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Let $A$ be the set of days in week, $A = \{Mon,Tue,Wed,Thu,Fri,Sat,Sun\}$, and $B = \{1,2,\dots,31\}$. For each date, we have a pair $(x,y)$, $x \in A$ and $y \in B$. Then we will have an infinite sequence of these pairs. For example, starting from today (Friday, April 27, 2012), we have $(Fri,27), (Sat,28), (Sun,29),\dots$ and so on. Now my questions are:

  1. What is the smallest period $T$ after which the sequence repeats? I know that in every 400 years there are 146097 days, which is a multiple of 7, therefore 146097 is a period. But does there exist a smaller period?
  2. During each period $T$, what is (are) the pair (pairs) that appear the most (i.e. highest frequency)? What is the frequency of $(Fri,13)$?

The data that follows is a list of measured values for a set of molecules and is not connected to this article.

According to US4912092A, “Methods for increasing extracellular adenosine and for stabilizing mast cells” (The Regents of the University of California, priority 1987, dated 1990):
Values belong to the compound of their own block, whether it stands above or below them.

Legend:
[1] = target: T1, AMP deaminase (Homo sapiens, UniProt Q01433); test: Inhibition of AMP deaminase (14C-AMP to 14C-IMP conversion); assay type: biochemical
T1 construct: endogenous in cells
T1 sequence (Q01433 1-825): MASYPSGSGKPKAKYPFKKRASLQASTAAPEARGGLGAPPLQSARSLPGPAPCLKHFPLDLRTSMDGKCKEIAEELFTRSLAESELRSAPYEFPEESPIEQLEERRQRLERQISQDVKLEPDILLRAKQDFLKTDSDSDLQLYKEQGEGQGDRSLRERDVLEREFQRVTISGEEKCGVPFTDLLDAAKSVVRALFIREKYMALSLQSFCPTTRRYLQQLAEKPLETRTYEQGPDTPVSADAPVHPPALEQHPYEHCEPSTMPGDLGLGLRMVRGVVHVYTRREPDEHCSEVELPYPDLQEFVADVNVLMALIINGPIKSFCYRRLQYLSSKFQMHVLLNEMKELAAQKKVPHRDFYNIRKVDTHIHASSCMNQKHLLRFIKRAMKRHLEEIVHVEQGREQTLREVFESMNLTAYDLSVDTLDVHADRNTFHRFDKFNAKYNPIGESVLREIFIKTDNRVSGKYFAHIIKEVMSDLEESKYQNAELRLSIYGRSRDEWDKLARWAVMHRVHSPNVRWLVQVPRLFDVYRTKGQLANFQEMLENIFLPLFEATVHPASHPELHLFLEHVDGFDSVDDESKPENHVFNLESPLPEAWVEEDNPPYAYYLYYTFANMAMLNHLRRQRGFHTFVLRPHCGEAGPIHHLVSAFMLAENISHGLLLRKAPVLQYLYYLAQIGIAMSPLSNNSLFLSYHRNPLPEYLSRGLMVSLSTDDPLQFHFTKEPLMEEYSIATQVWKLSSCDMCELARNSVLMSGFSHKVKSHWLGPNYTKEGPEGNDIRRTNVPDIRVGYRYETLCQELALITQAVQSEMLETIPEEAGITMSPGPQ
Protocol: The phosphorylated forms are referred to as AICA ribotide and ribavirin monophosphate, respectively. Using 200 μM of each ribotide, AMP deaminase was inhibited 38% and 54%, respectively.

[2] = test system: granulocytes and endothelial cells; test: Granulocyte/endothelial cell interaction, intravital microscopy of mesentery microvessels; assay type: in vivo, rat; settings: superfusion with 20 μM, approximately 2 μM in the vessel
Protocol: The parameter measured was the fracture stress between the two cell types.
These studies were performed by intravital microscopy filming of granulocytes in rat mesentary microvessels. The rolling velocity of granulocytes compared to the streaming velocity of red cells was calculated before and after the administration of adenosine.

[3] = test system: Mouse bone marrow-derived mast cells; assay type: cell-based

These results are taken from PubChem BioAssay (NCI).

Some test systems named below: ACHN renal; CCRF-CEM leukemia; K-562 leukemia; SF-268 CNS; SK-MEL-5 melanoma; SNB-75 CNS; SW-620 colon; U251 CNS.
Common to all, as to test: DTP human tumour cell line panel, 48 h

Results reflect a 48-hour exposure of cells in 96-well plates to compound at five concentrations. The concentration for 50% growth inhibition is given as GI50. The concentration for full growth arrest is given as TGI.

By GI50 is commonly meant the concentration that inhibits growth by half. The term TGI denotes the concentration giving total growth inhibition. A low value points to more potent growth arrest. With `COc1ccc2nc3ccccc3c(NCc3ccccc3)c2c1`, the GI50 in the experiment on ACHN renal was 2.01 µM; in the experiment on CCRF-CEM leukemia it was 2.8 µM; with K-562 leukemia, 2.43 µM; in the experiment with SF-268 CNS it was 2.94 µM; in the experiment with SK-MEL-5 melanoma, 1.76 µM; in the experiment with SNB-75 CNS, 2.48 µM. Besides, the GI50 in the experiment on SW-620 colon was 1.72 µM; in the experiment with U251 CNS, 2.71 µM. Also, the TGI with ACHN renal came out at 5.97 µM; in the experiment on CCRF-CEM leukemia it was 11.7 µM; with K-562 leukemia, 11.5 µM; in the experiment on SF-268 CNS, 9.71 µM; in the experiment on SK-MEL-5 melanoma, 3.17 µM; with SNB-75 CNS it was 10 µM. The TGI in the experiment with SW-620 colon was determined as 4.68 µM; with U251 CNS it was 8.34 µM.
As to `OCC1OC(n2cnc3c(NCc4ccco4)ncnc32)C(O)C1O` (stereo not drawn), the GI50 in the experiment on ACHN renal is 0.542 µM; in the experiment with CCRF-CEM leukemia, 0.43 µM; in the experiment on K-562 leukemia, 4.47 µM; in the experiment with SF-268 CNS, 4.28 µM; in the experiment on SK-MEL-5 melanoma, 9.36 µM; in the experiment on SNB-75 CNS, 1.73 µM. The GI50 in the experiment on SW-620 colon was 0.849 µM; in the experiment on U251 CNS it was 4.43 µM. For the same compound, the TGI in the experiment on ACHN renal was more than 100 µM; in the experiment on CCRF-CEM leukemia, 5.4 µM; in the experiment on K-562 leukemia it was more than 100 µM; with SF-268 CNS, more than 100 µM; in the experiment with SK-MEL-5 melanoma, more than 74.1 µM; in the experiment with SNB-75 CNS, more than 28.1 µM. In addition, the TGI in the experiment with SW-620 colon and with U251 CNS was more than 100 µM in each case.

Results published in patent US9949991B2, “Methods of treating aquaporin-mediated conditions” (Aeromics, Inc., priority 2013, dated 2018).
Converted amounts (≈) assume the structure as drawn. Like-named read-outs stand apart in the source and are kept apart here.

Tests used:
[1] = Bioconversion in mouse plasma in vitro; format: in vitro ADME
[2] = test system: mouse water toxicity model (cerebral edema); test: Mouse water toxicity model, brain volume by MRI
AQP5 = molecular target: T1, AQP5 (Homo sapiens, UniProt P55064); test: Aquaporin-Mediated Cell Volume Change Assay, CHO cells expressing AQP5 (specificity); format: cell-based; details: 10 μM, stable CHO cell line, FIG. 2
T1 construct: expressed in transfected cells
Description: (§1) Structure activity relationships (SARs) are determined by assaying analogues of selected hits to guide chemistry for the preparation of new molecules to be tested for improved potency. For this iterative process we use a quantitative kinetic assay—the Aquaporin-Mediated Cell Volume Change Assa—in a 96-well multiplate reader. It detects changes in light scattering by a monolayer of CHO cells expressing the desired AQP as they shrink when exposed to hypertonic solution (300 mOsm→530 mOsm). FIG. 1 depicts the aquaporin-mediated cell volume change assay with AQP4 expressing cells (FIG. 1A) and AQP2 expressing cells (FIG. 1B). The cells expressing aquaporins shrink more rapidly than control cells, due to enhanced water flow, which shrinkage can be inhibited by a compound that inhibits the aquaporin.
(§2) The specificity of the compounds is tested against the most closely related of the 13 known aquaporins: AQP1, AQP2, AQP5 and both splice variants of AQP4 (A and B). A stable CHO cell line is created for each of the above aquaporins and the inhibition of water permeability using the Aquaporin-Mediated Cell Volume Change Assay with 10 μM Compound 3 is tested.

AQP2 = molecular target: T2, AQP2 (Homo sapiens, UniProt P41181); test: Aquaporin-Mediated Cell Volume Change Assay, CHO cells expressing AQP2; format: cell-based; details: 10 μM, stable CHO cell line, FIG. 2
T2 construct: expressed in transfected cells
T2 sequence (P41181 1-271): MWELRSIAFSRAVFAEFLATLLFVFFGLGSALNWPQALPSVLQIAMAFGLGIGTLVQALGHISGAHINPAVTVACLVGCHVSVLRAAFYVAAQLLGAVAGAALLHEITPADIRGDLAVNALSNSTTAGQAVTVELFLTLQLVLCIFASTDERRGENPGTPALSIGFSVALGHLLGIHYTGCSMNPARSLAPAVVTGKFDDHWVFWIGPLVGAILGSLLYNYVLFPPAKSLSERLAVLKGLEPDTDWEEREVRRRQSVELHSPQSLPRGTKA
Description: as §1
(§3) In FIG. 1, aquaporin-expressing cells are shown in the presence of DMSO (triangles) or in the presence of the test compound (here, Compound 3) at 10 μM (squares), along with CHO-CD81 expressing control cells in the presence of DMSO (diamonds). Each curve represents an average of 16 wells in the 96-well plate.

Edit: we are using the Gregorian calendar, with different lengths of months, leap years, etc.

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Are we working on an actual calender, where we have different lengths of months, leap years, etc? Or do you want to know how long it takes to get a repeat if you just consider months of length 31? – Alex Becker Apr 28 '12 at 1:08
There is no smaller period than $400$, because of the special rule about leap year in years divisible by $100$. – André Nicolas Apr 28 '12 at 1:13
@AlexBecker: I've just edited the questions to address your comment. – Truong Apr 28 '12 at 1:14
This table should answer the second part of the question: – Doug Chatham Apr 28 '12 at 1:21
@DougChatham: why don't you make it an answer and I will accept it? – Truong Apr 29 '12 at 5:11
up vote 2 down vote accepted

The table at gives the frequencies for each the days of the year over the minimum period, which is 400 years. Several days share the maximum frequency, including Friday the 13th (688/146097).

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The link is no longer valid. – Alexander Belopolsky Oct 6 '15 at 20:14

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